Organizational Leadership

Defining “Best”

In my last post I addressed SpringHill’s goal of having the best team by being an organization that the best people want to be a part of. But as I’ve thought about the word best and how it’s commonly used I may have misrepresented our goals. So let me clarify.

The word best typically implies comparison. To be the best means you’re better than everyone else. That’s not what we mean at SpringHill when we talk about being the best.

When say we want to be the best team we simply mean we want to be effective in fulfilling our mission and achieving our goals and doing it consistent with our core values. In other words being the best means we are faithfully delivering on God’s calling for us and doing so in the way that honors Him.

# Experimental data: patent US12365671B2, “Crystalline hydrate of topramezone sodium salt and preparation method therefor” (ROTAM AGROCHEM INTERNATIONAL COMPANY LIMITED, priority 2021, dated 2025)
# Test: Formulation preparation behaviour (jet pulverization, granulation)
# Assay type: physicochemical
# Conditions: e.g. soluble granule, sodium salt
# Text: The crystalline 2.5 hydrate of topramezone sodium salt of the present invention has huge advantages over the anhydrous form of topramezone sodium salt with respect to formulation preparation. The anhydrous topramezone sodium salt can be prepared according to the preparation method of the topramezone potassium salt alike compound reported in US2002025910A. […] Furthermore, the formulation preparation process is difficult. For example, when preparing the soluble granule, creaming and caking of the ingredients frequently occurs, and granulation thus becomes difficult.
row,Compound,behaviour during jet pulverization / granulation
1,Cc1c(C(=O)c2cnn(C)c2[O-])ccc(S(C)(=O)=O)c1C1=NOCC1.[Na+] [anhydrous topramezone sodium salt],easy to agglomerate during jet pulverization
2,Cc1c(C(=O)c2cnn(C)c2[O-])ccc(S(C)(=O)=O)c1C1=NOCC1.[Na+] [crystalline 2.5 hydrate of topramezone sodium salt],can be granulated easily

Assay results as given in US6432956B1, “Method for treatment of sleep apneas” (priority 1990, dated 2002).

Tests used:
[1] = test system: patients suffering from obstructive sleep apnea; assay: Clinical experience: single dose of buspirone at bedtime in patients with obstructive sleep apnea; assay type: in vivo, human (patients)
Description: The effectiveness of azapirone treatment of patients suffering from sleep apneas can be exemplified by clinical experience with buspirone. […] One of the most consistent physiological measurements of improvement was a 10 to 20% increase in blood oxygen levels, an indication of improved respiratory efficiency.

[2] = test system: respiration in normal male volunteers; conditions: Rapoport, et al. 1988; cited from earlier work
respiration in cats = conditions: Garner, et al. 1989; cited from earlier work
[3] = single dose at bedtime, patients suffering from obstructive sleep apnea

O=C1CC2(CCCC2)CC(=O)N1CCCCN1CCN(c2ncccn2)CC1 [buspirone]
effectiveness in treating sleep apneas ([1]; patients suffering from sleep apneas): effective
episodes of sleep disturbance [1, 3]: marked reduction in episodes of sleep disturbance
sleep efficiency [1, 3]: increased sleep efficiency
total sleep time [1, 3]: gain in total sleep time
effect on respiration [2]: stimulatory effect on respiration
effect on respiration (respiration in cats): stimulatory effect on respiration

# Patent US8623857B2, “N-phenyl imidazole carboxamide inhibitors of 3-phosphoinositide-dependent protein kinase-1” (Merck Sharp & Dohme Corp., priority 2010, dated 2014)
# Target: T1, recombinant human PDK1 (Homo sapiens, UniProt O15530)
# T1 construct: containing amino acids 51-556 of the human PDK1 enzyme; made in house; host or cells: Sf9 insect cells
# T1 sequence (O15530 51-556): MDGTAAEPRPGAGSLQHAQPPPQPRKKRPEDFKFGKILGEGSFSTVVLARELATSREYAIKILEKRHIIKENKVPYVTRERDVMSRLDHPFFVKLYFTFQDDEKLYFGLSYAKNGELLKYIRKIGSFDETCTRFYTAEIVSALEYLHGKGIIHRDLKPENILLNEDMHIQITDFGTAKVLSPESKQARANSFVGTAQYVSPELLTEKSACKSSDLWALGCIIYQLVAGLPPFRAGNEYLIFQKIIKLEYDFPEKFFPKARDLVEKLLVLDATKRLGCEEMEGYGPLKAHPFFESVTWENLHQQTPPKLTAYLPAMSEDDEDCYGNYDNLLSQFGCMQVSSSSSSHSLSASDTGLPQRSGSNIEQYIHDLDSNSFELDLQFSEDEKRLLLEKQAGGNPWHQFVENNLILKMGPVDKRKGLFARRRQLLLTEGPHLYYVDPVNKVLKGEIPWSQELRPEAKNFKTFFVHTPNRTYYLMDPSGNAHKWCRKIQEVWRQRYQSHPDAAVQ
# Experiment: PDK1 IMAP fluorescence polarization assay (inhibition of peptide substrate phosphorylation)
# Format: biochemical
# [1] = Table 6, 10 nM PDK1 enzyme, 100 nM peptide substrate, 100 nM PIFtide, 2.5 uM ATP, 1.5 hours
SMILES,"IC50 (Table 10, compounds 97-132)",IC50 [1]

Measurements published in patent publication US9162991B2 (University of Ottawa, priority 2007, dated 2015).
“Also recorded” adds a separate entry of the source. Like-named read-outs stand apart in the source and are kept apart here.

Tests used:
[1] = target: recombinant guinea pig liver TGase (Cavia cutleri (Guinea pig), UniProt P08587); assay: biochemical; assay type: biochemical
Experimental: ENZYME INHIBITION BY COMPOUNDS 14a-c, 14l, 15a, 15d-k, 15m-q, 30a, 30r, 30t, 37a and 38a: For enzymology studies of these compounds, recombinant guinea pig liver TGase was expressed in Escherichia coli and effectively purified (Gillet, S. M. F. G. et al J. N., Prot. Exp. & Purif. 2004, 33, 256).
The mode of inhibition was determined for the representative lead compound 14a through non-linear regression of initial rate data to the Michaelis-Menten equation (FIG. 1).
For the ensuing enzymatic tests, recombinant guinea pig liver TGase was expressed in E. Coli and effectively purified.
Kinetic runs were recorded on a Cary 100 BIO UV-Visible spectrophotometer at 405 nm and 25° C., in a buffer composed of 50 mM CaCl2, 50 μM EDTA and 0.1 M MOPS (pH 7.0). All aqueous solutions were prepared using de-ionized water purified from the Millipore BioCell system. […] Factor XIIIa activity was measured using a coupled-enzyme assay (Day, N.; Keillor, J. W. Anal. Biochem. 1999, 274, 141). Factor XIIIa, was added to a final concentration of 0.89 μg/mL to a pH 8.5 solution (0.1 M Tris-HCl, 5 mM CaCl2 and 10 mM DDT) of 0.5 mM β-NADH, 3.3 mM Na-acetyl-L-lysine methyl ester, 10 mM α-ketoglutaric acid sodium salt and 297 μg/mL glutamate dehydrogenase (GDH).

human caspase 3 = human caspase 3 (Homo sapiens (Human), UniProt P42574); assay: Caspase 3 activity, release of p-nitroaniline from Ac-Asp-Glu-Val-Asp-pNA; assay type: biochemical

This is also same the spirit in which we use the word best when applying it to people. It’s not our goal to have the “number one” person in a particular field or profession on our team. Instead our goal is to have the right person. We use the language in Jim Collins’ book Good to Great where he says “great organizations have the right people on the bus”.

The right people are those who’re committed to our mission, embrace our values, embody the SpringHill Experience, fit our culture and have the skills and abilities to help our team be successful. There may be more talented people in the world by comparison, but for SpringHill, if they don’t meet these qualifications, they’re not the best.

So you can see we’re not into comparisons, except for the one that really matters – the comparison of ourselves as individuals and as a team to what God’s called us to do and who He’s called us to be.

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